Universal Health Coverage

Universal Health Coverage (UHC)

 {Photo credit: Yvonne Otieno/MSH}Josephine Mbiyu of the USAID-funded LMS project discusses the localization of leadership for strengthening health systems in MSH Kenya projects.Photo credit: Yvonne Otieno/MSH

Effective leaders and institutions are the foundations of strong health institutions.

~ Dr. Daraus Bukenya, MSH country representative of Kenya

The Management Sciences for Health Kenya country office hosted a panel discussion on leadership at the Devex Partnerships Forum held in Nairobi. This was a unique opportunity for the over 120 participants who attended the session to discuss practical examples of how leadership translates to better health outcomes within and beyond the panel session. The right to health, efficiency in delivery of services, leadership training, and informed decision-making emerged as key themes during the panel discussion. Some of the key questions raised during the session included:

{Photo by Warren Zelman.}Photo by Warren Zelman.

This post also appeared on Gates Foundation's Impatient Optimists Blog and on Frontline Health Workers Coalition's website.

In a week and a half, as a team of our colleagues arrive in Ethiopia for this year’s International Conference on Family Planning, others will already be in Brazil for the Third Global Forum on Human Resources for Health. This year’s HRH Forum addresses universal health coverage (UHC), a concept which continues to gain momentum as the focus of global health efforts from institutions like the World Bank and World Health Organization (WHO).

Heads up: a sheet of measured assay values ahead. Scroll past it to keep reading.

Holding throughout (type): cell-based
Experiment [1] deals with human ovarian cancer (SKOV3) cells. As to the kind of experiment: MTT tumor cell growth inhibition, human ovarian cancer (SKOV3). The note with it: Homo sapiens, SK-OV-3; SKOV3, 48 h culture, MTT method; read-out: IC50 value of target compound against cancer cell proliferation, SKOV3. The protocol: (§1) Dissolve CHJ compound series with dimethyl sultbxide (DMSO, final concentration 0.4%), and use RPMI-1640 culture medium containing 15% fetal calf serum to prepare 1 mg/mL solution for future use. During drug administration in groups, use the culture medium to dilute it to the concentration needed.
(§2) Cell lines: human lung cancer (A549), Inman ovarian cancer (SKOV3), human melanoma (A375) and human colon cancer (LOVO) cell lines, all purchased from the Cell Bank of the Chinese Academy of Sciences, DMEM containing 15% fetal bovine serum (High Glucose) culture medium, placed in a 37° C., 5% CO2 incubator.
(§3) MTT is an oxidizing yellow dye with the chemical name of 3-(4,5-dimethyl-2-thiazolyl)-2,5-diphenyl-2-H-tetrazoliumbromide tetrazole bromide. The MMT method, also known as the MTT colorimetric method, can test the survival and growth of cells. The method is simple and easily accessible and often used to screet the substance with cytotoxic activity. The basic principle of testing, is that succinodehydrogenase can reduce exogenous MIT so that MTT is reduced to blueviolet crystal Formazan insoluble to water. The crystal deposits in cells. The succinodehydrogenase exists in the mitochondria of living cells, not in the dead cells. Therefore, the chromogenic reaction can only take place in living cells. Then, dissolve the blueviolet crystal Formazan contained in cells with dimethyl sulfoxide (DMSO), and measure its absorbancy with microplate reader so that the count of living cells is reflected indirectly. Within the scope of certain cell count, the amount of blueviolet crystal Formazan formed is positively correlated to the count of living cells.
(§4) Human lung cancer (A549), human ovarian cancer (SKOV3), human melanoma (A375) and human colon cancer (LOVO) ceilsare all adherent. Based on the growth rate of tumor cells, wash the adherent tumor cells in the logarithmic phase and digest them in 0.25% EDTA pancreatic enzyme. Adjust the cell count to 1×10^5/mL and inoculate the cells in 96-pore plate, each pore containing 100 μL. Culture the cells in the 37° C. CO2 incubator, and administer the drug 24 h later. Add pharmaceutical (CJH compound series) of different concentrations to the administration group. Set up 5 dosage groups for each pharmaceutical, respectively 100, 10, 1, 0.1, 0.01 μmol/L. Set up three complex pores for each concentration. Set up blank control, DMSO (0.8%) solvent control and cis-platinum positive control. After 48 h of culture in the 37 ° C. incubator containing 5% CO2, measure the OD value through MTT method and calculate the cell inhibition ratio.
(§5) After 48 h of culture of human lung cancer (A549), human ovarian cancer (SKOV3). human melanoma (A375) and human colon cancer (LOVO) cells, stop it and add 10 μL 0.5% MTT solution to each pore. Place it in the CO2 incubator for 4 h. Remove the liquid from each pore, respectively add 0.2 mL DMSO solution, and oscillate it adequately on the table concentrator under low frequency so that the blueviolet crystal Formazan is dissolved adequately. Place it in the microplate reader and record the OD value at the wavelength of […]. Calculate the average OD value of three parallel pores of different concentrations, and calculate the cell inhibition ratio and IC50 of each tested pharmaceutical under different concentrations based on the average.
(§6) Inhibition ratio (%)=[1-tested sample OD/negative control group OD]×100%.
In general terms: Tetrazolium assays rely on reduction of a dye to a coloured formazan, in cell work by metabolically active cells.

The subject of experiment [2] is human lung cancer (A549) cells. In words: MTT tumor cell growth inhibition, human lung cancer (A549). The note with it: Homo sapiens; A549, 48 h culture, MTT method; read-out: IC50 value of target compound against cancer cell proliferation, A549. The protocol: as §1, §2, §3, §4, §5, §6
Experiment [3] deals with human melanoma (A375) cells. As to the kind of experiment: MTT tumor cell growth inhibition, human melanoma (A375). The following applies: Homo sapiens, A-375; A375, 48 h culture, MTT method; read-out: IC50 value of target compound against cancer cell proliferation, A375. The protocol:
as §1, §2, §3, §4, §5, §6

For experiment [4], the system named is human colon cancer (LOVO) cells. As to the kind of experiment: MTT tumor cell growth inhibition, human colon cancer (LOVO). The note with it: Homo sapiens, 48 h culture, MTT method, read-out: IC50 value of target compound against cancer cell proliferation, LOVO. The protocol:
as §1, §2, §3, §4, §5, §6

It’s symbolic that these two meetings are happening half a world apart: as movements around family planning, health workforce and UHC have advanced, there has been too little dialogue and collaboration across these communities.

{Photo credit: Rui Pires}Photo credit: Rui Pires

A global movement toward universal health coverage (UHC) is emerging. Fifteen global civil society organizations signed a statement urging UN countries to include UHC in post-Millennium Development goals (MDGs).

Devex.com features a video interview with MSH President and CEO Dr. Jonathan D. Quick at the Clinton Global Initiative. Eliza Villarino writes:

For some, universal health coverage is a remote vision. The idea, according to Management Sciences for Health President and CEO Jonathan Quick, is actually not that far-fetched.

Universal health coverage refers to the commitment of countries to provide basic health, prevention and treatment services to all their citizens without financially burdening them. Today, 50 countries, including 20 lower-middlie-income countries offer such coverage, Quick noted in an exclusive interview with Devex on the sidelines of the 2013 Clinton Global Initiative annual gathering in New York.

"I think the biggest thing that’s happening right now that affects health systems is the movement toward universal health coverage," Quick said.

He also explained why investment in global health is one of the best ways to improve U.S. image abroad and security at home. How?

 {Photo credit: Paula Champagne/MSH}Jeffrey Sachs speaking at "A Healthy Future for All: Making UHC a Post-2015 Priority".Photo credit: Paula Champagne/MSH

After last Monday’s event launching a report on equity in universal health coverage (UHC), I observed that the global UHC movement can gain broader support by refining its messages to connect with the core values of civil society and provide reassurance that UHC is feasible for low-income countries. It was clear after last Tuesday’s event in New York—hosted by MSH, the Rockefeller Foundation and the Thai UN mission—that to gain support among disease-specific advocates in post-2015 discussions, the UHC movement must also clarify how a UHC goal would relate to disease-specific priorities in the new development framework.

Put another way: what exactly would UHC cover as a post-2015 goal?